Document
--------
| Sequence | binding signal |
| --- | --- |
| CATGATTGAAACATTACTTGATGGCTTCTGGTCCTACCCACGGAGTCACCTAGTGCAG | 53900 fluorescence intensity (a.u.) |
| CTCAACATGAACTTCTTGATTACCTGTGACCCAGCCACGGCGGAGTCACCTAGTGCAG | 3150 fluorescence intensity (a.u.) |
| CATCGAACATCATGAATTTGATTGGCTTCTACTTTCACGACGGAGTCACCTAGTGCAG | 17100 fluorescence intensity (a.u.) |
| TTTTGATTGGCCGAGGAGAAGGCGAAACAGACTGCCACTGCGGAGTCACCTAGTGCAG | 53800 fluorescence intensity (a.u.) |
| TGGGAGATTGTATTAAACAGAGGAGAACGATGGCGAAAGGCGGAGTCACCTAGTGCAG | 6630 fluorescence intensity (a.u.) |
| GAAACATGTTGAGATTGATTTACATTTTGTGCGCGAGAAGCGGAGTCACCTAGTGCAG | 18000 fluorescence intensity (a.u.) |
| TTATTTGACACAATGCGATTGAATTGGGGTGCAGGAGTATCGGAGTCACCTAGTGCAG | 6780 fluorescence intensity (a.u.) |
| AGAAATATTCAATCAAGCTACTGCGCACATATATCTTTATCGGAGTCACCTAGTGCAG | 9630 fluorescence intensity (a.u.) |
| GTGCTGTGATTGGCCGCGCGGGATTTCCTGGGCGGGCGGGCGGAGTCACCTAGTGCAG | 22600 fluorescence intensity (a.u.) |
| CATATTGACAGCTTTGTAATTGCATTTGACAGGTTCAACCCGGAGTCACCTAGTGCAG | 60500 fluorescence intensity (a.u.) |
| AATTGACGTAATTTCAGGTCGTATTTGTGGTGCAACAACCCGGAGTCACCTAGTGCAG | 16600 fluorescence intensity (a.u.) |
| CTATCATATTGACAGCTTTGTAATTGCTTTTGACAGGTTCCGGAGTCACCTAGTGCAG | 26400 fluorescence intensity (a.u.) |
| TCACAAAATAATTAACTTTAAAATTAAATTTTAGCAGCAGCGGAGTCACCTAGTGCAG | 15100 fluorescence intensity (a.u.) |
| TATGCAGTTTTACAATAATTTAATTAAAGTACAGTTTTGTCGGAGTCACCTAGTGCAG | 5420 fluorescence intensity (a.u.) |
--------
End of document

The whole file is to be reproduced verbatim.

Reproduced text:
| Sequence | binding signal |
| --- | --- |
| CATGATTGAAACATTACTTGATGGCTTCTGGTCCTACCCACGGAGTCACCTAGTGCAG | 53900 fluorescence intensity (a.u.) |
| CTCAACATGAACTTCTTGATTACCTGTGACCCAGCCACGGCGGAGTCACCTAGTGCAG | 3150 fluorescence intensity (a.u.) |
| CATCGAACATCATGAATTTGATTGGCTTCTACTTTCACGACGGAGTCACCTAGTGCAG | 17100 fluorescence intensity (a.u.) |
| TTTTGATTGGCCGAGGAGAAGGCGAAACAGACTGCCACTGCGGAGTCACCTAGTGCAG | 53800 fluorescence intensity (a.u.) |
| TGGGAGATTGTATTAAACAGAGGAGAACGATGGCGAAAGGCGGAGTCACCTAGTGCAG | 6630 fluorescence intensity (a.u.) |
| GAAACATGTTGAGATTGATTTACATTTTGTGCGCGAGAAGCGGAGTCACCTAGTGCAG | 18000 fluorescence intensity (a.u.) |
| TTATTTGACACAATGCGATTGAATTGGGGTGCAGGAGTATCGGAGTCACCTAGTGCAG | 6780 fluorescence intensity (a.u.) |
| AGAAATATTCAATCAAGCTACTGCGCACATATATCTTTATCGGAGTCACCTAGTGCAG | 9630 fluorescence intensity (a.u.) |
| GTGCTGTGATTGGCCGCGCGGGATTTCCTGGGCGGGCGGGCGGAGTCACCTAGTGCAG | 22600 fluorescence intensity (a.u.) |
| CATATTGACAGCTTTGTAATTGCATTTGACAGGTTCAACCCGGAGTCACCTAGTGCAG | 60500 fluorescence intensity (a.u.) |
| AATTGACGTAATTTCAGGTCGTATTTGTGGTGCAACAACCCGGAGTCACCTAGTGCAG | 16600 fluorescence intensity (a.u.) |
| CTATCATATTGACAGCTTTGTAATTGCTTTTGACAGGTTCCGGAGTCACCTAGTGCAG | 26400 fluorescence intensity (a.u.) |
| TCACAAAATAATTAACTTTAAAATTAAATTTTAGCAGCAGCGGAGTCACCTAGTGCAG | 15100 fluorescence intensity (a.u.) |
| TATGCAGTTTTACAATAATTTAATTAAAGTACAGTTTTGTCGGAGTCACCTAGTGCAG | 5420 fluorescence intensity (a.u.) |